Tuesday, Nov. 5, marked the 100th anniversary of Maine’s vote to ratify the 19th Amendment, which gave U.S. women the right to vote. The amendment finally was ratified nationwide on Aug. 18, 1920. If that seems like ancient history, consider this: the more than 70,000 Americans over the age of 100 today were born when half of the U.S. adult population was not allowed to vote.
The nonprofit, nonpartisan civic organization League of Women Voters was formed in 1920 to encourage voter participation and safeguard voting rights. Recently, the League of Women Voters of Maine, recognizing the importance of Maine’s groundbreaking clean elections system in expanding the number of potential candidates, teamed up with Maine Citizens for Clean Elections, another nonpartisan civic organization, to form Democracy Maine. More than 60 percent of our Maine House representatives and almost 75 percent of our Maine State senators were elected using the clean election system in 2018. In the Boothbay region, our House representative, Holly Stover, and our state Senator, Dana Dow, both ran as clean election candidates.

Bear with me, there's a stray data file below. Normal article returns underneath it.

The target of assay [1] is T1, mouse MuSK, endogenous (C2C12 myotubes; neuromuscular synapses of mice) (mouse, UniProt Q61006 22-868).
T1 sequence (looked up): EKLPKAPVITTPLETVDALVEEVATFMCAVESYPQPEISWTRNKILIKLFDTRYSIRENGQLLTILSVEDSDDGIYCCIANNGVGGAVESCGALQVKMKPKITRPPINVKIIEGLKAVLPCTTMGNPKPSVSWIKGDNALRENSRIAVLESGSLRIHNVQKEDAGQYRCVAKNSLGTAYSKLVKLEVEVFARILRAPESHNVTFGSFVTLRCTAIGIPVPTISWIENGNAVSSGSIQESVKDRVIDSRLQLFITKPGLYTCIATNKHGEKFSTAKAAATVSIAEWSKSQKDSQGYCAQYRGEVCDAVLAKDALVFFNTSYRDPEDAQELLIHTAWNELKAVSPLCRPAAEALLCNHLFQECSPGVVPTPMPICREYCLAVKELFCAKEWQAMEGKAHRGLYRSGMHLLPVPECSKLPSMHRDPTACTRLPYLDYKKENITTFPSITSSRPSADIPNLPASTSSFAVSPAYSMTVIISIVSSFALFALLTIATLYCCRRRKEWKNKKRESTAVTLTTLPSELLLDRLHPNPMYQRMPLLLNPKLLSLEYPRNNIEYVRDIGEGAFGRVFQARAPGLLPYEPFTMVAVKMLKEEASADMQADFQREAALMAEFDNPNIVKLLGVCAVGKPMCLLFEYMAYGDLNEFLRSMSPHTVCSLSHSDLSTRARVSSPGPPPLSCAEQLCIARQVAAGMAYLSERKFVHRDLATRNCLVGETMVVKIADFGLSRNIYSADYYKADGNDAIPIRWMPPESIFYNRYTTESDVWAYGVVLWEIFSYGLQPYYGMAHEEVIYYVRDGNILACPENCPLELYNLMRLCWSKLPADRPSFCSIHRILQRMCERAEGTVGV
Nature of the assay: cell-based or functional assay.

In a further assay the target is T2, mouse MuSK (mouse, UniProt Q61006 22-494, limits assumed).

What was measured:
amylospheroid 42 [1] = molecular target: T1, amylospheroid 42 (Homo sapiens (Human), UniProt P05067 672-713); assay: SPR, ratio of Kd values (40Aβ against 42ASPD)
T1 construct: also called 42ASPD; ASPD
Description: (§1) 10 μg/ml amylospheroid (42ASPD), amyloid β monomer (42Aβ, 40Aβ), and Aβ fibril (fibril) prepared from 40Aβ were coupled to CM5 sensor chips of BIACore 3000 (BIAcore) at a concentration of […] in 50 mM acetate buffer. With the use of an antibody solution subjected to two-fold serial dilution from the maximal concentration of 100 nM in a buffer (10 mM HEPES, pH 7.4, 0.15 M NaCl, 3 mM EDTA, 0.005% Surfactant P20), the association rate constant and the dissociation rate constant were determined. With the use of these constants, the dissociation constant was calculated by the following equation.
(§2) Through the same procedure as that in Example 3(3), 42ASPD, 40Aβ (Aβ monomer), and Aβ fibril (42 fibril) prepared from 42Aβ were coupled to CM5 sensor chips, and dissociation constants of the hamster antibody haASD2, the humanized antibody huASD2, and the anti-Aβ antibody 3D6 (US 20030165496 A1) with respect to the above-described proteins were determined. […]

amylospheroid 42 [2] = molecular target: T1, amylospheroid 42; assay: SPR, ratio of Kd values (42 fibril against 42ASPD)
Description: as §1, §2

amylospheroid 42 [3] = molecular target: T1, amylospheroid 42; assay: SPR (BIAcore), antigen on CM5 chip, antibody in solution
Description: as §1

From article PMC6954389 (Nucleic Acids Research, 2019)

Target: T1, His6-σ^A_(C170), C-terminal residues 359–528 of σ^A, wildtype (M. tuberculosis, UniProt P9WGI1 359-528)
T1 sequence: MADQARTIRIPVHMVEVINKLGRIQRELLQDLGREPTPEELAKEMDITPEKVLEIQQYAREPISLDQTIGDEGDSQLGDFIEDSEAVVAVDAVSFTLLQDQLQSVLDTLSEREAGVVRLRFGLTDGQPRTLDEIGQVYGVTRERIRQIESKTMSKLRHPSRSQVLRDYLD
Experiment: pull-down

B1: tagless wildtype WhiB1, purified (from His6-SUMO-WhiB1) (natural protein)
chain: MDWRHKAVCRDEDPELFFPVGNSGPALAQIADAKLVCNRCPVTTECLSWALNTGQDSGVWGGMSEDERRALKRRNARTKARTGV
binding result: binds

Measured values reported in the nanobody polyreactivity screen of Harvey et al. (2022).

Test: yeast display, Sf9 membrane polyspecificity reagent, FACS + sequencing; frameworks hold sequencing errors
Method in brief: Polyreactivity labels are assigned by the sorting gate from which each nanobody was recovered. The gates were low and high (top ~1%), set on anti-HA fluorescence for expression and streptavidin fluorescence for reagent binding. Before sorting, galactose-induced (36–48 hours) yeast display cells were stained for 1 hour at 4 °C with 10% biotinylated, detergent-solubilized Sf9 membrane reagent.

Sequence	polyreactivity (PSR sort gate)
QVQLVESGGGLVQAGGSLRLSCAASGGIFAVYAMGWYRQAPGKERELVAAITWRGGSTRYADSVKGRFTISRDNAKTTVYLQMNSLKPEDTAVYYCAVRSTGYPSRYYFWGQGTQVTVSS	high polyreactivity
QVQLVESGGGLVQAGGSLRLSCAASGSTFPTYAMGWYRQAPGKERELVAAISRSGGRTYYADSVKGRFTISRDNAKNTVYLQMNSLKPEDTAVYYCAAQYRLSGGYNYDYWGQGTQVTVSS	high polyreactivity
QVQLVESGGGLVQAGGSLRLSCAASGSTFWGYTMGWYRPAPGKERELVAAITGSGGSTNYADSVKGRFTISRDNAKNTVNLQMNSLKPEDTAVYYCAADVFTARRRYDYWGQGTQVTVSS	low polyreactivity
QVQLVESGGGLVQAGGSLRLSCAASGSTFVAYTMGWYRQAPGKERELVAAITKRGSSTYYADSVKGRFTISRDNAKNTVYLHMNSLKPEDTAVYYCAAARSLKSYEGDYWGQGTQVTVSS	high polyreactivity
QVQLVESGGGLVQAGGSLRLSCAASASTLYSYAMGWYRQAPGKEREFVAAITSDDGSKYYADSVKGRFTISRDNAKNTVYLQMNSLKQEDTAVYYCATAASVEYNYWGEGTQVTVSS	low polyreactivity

Democracy Maine released a legislative scorecard this past week listing how each of Maine’s elected representatives voted on six bills that the organization identified as improvements to the state’s election system. Three of the bills were passed and two have been signed into law: LD 1626, mandating a presidential primary instead of caucuses to choose the parties’ presidential candidates; LD 1463, automatic voter registration, which goes into effect when eligible citizens receive or renew their driver’s license or state ID, unless they choose not to; and LD 54, a year-round ban on lobbyist contributions to political campaigns (still awaiting Gov. Mills’s signature).
Unfortunately, our Senator Dow, chose to vote against each of these changes. In fact, his score was “0,” for he voted against all six of the bills. We can thank our Representative Stover for standing up for Maine voters. In contrast to Dow’s score, hers was a perfect 100.
More information can be found at DemocracyMaine.org